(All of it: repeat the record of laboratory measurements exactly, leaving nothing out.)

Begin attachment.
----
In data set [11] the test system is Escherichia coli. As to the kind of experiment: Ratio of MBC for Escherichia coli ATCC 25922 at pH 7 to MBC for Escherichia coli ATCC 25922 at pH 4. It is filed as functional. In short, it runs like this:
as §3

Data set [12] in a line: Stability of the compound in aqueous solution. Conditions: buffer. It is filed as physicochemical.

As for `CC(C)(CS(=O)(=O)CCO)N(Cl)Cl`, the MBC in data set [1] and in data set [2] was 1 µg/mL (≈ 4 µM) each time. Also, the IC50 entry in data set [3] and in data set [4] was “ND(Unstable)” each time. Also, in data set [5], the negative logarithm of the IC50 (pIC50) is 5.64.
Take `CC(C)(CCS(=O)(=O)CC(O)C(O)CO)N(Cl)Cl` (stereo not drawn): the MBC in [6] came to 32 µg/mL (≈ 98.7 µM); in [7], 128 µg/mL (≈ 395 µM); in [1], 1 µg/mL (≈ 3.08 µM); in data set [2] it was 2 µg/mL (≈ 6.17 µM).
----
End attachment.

In data set [11] the test system is Escherichia coli. As to the kind of experiment: Ratio of MBC for Escherichia coli ATCC 25922 at pH 7 to MBC for Escherichia coli ATCC 25922 at pH 4. It is filed as functional. In short, it runs like this:
as §3

Data set [12] in a line: Stability of the compound in aqueous solution. Conditions: buffer. It is filed as physicochemical.

As for `CC(C)(CS(=O)(=O)CCO)N(Cl)Cl`, the MBC in data set [1] and in data set [2] was 1 µg/mL (≈ 4 µM) each time. Also, the IC50 entry in data set [3] and in data set [4] was “ND(Unstable)” each time. Also, in data set [5], the negative logarithm of the IC50 (pIC50) is 5.64.
Take `CC(C)(CCS(=O)(=O)CC(O)C(O)CO)N(Cl)Cl` (stereo not drawn): the MBC in [6] came to 32 µg/mL (≈ 98.7 µM); in [7], 128 µg/mL (≈ 395 µM); in [1], 1 µg/mL (≈ 3.08 µM); in data set [2] it was 2 µg/mL (≈ 6.17 µM).